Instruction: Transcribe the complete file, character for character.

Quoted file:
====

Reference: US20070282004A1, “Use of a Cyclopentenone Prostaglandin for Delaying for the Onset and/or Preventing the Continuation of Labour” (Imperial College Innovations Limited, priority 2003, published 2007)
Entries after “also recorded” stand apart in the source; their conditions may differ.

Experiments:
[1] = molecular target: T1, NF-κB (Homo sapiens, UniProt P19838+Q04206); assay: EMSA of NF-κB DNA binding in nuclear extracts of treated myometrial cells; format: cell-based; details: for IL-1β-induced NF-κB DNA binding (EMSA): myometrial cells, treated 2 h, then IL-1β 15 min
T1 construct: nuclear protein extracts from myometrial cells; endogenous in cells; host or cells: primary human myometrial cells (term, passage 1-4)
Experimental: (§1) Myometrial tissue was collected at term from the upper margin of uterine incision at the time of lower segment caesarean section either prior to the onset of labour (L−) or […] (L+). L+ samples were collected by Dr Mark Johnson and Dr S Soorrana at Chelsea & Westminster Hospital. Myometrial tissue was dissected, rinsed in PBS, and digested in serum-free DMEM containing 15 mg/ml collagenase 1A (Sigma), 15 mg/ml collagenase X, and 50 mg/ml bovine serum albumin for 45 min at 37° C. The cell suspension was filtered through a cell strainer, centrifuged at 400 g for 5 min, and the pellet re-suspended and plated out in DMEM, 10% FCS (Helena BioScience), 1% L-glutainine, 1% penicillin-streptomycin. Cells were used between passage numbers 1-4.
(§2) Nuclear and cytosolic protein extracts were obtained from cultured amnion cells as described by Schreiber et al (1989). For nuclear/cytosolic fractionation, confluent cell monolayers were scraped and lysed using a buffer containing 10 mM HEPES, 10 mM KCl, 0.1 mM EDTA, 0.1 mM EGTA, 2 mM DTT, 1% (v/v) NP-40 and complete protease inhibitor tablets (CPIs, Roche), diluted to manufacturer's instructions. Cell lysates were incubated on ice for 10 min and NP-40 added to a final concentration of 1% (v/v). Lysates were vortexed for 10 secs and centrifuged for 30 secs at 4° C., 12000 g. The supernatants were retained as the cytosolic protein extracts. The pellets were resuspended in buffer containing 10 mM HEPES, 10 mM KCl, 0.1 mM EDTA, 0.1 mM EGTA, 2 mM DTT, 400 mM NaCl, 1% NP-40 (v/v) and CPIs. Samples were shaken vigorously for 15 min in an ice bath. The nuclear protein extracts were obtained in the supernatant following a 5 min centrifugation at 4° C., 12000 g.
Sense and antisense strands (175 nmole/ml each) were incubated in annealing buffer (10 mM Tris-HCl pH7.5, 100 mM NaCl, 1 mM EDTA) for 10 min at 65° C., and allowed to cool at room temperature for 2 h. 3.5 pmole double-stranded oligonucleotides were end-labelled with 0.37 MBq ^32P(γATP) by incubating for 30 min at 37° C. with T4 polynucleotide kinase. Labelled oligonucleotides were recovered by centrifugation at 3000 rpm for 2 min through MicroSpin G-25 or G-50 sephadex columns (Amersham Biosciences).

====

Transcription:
Reference: US20070282004A1, “Use of a Cyclopentenone Prostaglandin for Delaying for the Onset and/or Preventing the Continuation of Labour” (Imperial College Innovations Limited, priority 2003, published 2007)
Entries after “also recorded” stand apart in the source; their conditions may differ.

Experiments:
[1] = molecular target: T1, NF-κB (Homo sapiens, UniProt P19838+Q04206); assay: EMSA of NF-κB DNA binding in nuclear extracts of treated myometrial cells; format: cell-based; details: for IL-1β-induced NF-κB DNA binding (EMSA): myometrial cells, treated 2 h, then IL-1β 15 min
T1 construct: nuclear protein extracts from myometrial cells; endogenous in cells; host or cells: primary human myometrial cells (term, passage 1-4)
Experimental: (§1) Myometrial tissue was collected at term from the upper margin of uterine incision at the time of lower segment caesarean section either prior to the onset of labour (L−) or […] (L+). L+ samples were collected by Dr Mark Johnson and Dr S Soorrana at Chelsea & Westminster Hospital. Myometrial tissue was dissected, rinsed in PBS, and digested in serum-free DMEM containing 15 mg/ml collagenase 1A (Sigma), 15 mg/ml collagenase X, and 50 mg/ml bovine serum albumin for 45 min at 37° C. The cell suspension was filtered through a cell strainer, centrifuged at 400 g for 5 min, and the pellet re-suspended and plated out in DMEM, 10% FCS (Helena BioScience), 1% L-glutainine, 1% penicillin-streptomycin. Cells were used between passage numbers 1-4.
(§2) Nuclear and cytosolic protein extracts were obtained from cultured amnion cells as described by Schreiber et al (1989). For nuclear/cytosolic fractionation, confluent cell monolayers were scraped and lysed using a buffer containing 10 mM HEPES, 10 mM KCl, 0.1 mM EDTA, 0.1 mM EGTA, 2 mM DTT, 1% (v/v) NP-40 and complete protease inhibitor tablets (CPIs, Roche), diluted to manufacturer's instructions. Cell lysates were incubated on ice for 10 min and NP-40 added to a final concentration of 1% (v/v). Lysates were vortexed for 10 secs and centrifuged for 30 secs at 4° C., 12000 g. The supernatants were retained as the cytosolic protein extracts. The pellets were resuspended in buffer containing 10 mM HEPES, 10 mM KCl, 0.1 mM EDTA, 0.1 mM EGTA, 2 mM DTT, 400 mM NaCl, 1% NP-40 (v/v) and CPIs. Samples were shaken vigorously for 15 min in an ice bath. The nuclear protein extracts were obtained in the supernatant following a 5 min centrifugation at 4° C., 12000 g.
Sense and antisense strands (175 nmole/ml each) were incubated in annealing buffer (10 mM Tris-HCl pH7.5, 100 mM NaCl, 1 mM EDTA) for 10 min at 65° C., and allowed to cool at room temperature for 2 h. 3.5 pmole double-stranded oligonucleotides were end-labelled with 0.37 MBq ^32P(γATP) by incubating for 30 min at 37° C. with T4 polynucleotide kinase. Labelled oligonucleotides were recovered by centrifugation at 3000 rpm for 2 min through MicroSpin G-25 or G-50 sephadex columns (Amersham Biosciences).